The polls are predicting that both the Democratic and Republican caucuses are too close to call. Assuming they are right, that could mean the big story coming out of Iowa on Friday won't be "who won" but rather how the two parties turned out.
In 2004, 125,000 or so Democrats participated in the Caucus. If the Democrats can top that already high number, it could be an early indication of turnout in 2008. If the Republicans turn out in significantly lower numbers, that could be a bad sign for them. Keep in mind that the proportion of Republican and Democratic voters in Iowa is roughly the same.
I've been hearing a lot lately that Obama's support is coming from independents and even some former Republicans. Indeed, I've heard that in New Hampshire, the McCain campaign thinks they are competing for votes not just with other Republicans but with Obama. It seems that many independent minded Republicans genuinely like Obama as well as McCain but let's be frank. Obama has a better position on the war (he's against it) and he's a hell of a lot more charismatic than McCain. He's also younger and in obviously better health.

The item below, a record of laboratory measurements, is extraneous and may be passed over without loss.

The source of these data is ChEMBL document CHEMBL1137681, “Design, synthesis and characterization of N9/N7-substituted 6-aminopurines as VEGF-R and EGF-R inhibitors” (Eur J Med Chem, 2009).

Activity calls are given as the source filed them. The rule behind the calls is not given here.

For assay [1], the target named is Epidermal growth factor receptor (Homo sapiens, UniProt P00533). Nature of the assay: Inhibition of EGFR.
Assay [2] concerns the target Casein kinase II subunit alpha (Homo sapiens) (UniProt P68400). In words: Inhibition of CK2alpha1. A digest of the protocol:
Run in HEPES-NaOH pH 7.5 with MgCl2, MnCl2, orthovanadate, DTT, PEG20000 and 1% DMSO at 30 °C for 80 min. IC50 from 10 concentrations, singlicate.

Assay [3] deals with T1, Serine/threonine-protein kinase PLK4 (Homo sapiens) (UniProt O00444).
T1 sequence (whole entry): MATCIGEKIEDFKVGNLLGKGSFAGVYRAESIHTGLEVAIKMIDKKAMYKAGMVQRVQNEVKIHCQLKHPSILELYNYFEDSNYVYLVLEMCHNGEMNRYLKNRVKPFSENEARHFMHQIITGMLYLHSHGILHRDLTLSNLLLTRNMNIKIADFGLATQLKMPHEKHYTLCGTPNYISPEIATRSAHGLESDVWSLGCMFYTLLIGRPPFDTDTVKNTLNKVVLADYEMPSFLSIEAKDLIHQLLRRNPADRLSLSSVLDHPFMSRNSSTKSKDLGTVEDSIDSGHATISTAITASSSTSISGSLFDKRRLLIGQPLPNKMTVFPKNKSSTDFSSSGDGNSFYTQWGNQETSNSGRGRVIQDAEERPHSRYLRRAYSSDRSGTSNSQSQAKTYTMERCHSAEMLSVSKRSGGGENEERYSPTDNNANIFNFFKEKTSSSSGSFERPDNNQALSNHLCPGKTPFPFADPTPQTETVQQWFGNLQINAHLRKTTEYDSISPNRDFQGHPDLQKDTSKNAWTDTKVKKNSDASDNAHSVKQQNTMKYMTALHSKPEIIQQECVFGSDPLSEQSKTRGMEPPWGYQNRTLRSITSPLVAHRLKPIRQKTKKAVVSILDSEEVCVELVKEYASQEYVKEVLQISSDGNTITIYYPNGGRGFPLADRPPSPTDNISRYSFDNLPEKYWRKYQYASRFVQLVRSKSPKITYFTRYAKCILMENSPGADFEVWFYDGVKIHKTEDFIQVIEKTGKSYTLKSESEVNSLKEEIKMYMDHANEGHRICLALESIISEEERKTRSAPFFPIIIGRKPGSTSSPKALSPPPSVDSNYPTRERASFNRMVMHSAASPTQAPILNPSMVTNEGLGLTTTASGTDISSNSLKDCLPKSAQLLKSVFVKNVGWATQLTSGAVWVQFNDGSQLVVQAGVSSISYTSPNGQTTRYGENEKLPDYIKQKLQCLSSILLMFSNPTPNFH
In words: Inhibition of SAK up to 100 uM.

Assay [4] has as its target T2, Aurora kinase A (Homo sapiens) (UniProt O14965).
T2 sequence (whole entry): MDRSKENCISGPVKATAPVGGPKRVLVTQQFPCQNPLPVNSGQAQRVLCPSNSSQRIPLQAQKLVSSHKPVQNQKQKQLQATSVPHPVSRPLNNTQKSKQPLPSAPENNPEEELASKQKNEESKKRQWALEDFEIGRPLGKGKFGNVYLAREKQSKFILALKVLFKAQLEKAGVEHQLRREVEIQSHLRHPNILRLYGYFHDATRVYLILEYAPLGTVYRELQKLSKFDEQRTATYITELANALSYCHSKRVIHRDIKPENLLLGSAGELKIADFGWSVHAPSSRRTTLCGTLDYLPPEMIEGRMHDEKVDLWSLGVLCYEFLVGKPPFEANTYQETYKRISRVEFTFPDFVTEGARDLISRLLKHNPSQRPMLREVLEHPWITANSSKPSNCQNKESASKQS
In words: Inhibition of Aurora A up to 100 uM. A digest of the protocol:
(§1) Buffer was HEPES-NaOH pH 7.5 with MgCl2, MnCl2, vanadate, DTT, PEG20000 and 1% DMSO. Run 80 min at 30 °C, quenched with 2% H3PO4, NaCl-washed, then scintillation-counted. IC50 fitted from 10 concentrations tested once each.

The problem for Obama is that independents and young voters (his strength) are about the least likely to turn out for the Caucus. So a big turnout for the Democratic Caucus would not only be a bad sign for the Republicans but it could a good sign for Obama.
More after the Caucus.
Wednesday, January 02, 2008
Posted by Raised By Republicans at 4:18 PM